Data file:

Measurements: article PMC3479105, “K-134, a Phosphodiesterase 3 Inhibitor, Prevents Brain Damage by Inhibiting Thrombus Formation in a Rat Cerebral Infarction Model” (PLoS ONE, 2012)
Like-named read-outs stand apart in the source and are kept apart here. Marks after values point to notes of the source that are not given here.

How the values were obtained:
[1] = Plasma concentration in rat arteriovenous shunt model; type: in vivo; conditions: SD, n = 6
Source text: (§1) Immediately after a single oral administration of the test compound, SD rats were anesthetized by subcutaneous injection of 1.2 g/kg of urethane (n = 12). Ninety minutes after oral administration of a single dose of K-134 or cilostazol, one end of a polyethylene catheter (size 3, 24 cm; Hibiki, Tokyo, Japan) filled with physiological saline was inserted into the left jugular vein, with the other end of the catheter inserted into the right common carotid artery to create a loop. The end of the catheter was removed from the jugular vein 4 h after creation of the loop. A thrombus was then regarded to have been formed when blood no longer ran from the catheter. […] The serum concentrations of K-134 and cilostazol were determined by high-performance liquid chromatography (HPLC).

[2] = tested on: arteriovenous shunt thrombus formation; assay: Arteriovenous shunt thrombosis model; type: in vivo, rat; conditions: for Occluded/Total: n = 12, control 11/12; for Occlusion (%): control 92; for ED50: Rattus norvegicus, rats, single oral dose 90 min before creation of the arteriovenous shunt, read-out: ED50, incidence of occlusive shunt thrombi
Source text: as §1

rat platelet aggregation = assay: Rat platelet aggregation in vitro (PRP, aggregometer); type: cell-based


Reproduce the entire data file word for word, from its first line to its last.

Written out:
Measurements: article PMC3479105, “K-134, a Phosphodiesterase 3 Inhibitor, Prevents Brain Damage by Inhibiting Thrombus Formation in a Rat Cerebral Infarction Model” (PLoS ONE, 2012)
Like-named read-outs stand apart in the source and are kept apart here. Marks after values point to notes of the source that are not given here.

How the values were obtained:
[1] = Plasma concentration in rat arteriovenous shunt model; type: in vivo; conditions: SD, n = 6
Source text: (§1) Immediately after a single oral administration of the test compound, SD rats were anesthetized by subcutaneous injection of 1.2 g/kg of urethane (n = 12). Ninety minutes after oral administration of a single dose of K-134 or cilostazol, one end of a polyethylene catheter (size 3, 24 cm; Hibiki, Tokyo, Japan) filled with physiological saline was inserted into the left jugular vein, with the other end of the catheter inserted into the right common carotid artery to create a loop. The end of the catheter was removed from the jugular vein 4 h after creation of the loop. A thrombus was then regarded to have been formed when blood no longer ran from the catheter. […] The serum concentrations of K-134 and cilostazol were determined by high-performance liquid chromatography (HPLC).

[2] = tested on: arteriovenous shunt thrombus formation; assay: Arteriovenous shunt thrombosis model; type: in vivo, rat; conditions: for Occluded/Total: n = 12, control 11/12; for Occlusion (%): control 92; for ED50: Rattus norvegicus, rats, single oral dose 90 min before creation of the arteriovenous shunt, read-out: ED50, incidence of occlusive shunt thrombi
Source text: as §1

rat platelet aggregation = assay: Rat platelet aggregation in vitro (PRP, aggregometer); type: cell-based